Music is ____ (1)

For some, learning an instrument was simply an obligation. Many of us got the hand me down trumpet or violin from an older sibling or maybe even one of your parents. Whether it was a long term experience or a short lived nuisance it’s likely we’ve all had some slim chance to learn an instrument.

The truth is most people have a basic understanding of music. Granted your son or daughter may not be destined for Lincoln Center or Bonnaroo but just a chance to enjoy music is part of our culture; a first hand experience has a lifelong impact. Music has influenced us culturally since before minstrels were even a thing. You’d be hard pressed to find someone who truly doesn’t have an appreciation for music.



1-Learning to play an instrument is expensive…


Let’s get this one out of the way first thing. It’s not free to rent a band or orchestra instrument. It’s also not free to buy a guitar or a set of drums. BUT, it can be affordable and it’s certainly an easy process if you just do a little homework.

Please understand this isn’t meant to be an elaborate sales pitch. We have a trusted rental program but more importantly we want you as the parents of potential music students to understand it doesn’t have to be pricey. Athletics have their expenses, so does music. Just like a nice pair of cleats, shin-guards, gloves, mouth guards, etc a good instrument will last longer and help your child perform better!

Just like every activity be it curricular or extra-curricular, you’ll have to invest some money into your child’s development. At The Music Den we offer affordable high quality rentals and our contracts allow you to build credit toward the purchase of the instrument you’re renting. If that’s not convenient enough we also give a 40% discount when you do an early buy out.

2-Music classes will just complicate and add to my child’s already hectic schedule…


It may seem like too much expectation at first but most schools these days have a great system to ensure your son or daughter won’t miss out on the key classes for lessons. Sure, some band, orchestra and choir programs meet outside of school hours but if you have in school lessons it’s likely your new musician is missing recess. Why have recess and gym on the same day anyway? The lessons in school also rotate often enough so if one week your son/daughter misses an activity period they’ll more than make up for it when they’re pulled from an english period the next week.

3- If a year goes by and they don’t improve, they must not be musical…

We hear it more often than you might believe, the parent of a new musician (often a woodwind player) says to us after a year “my child just isn’t musical”. One of the first questions we ask in response is “how often did he/she practice?” The answer is typically the same…not much.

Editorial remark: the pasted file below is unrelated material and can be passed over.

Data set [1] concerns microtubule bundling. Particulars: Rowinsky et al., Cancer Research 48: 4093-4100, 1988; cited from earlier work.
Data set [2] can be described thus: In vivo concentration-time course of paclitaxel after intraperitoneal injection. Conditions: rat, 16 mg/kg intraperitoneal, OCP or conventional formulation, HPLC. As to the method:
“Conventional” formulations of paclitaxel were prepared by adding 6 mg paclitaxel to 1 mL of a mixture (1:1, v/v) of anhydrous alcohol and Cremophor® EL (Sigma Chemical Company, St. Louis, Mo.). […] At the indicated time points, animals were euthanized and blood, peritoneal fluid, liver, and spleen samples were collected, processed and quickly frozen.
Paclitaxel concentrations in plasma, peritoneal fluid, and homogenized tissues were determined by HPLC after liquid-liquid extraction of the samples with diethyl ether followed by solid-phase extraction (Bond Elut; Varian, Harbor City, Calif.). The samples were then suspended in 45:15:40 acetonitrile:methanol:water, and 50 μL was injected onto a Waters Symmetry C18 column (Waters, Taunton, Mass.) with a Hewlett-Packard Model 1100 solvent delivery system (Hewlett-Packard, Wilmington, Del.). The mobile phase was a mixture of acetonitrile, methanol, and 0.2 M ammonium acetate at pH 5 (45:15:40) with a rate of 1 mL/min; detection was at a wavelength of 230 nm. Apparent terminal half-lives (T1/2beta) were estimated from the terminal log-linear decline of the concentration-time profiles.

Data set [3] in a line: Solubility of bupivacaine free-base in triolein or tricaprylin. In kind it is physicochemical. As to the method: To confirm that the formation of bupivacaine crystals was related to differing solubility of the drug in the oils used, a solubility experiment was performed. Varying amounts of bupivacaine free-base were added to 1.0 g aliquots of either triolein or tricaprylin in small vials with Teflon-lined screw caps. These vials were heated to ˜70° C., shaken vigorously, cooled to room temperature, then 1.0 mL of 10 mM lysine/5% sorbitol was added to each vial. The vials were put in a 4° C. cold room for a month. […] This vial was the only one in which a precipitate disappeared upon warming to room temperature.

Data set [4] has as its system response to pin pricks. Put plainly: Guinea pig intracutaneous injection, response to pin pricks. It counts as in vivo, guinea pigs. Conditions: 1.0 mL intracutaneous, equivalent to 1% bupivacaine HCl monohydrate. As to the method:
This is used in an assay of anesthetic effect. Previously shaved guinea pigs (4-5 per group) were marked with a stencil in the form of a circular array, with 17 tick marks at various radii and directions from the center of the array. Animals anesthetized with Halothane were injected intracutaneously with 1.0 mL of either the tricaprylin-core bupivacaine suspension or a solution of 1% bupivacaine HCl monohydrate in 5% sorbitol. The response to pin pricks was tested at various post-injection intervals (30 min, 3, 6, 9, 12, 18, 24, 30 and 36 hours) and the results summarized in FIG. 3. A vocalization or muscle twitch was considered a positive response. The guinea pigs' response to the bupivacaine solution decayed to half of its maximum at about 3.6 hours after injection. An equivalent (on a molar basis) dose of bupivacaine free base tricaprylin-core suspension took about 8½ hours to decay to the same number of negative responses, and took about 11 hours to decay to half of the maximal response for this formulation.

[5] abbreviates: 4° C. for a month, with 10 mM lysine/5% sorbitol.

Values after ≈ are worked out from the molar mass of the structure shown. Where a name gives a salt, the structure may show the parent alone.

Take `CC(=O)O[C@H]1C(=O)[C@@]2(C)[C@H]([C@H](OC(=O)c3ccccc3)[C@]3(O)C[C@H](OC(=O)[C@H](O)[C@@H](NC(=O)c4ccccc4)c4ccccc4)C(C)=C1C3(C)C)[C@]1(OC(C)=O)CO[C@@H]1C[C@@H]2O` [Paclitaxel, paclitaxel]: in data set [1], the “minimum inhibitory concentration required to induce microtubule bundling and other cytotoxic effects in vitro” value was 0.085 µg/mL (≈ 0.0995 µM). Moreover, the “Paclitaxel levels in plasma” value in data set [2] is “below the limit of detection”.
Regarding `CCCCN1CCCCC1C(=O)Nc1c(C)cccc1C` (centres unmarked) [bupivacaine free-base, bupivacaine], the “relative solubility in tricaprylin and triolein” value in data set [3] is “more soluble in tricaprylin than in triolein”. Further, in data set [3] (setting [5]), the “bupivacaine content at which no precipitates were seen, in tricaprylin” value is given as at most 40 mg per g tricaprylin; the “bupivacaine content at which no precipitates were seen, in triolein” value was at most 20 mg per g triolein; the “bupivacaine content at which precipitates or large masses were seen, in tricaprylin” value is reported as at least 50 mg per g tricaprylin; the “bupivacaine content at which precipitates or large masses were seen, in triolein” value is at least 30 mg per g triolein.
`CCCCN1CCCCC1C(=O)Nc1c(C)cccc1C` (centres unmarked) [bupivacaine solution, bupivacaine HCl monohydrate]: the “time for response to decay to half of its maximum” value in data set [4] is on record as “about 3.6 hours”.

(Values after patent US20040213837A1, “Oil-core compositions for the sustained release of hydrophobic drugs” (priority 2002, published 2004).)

Any sport or craft requires attention outside of class. Practice habits tell us a ton about the likelihood of a student continuing. The gentle intricacies of each instrument varies and requires a musician to just spend some time working on the basics of theory and technique. It may not always be fun but everything has its positives and negatives; the end of the day, it’s all about the experience.

***I feel I should write a disclaimer, just for the sake of empathy. My intention is not to guilt you as a parent or as a potential musician. Everybody has their thing and life has a funny way of taking over. These misconceptions are strictly circumstantial but if you or your children ever show an interest the best thing you can do is try. The worst that’ll happen is you’ll learn something about yourself or your kids. 


bio picCory Daniels is a wandering Pennsylvanian stranded in New Jersey. He started on the sales floor at The Music Den but more recently has taken over the entire social media and online customer service department. Although he started his music career as a drummer, he “sort of knows how to pretend to magically trick people into thinking” he is also capable of stepping in on keys and acoustic; but that’s only for BIG gigs. Cory suffers from middle child syndrome but still remains a family man at heart. He’s the architect behind The MD Collective and generally enjoys getting paid to pin, facebook stalk, link, tweet, insta-whatever, tube and vine his way to imaginary fame.
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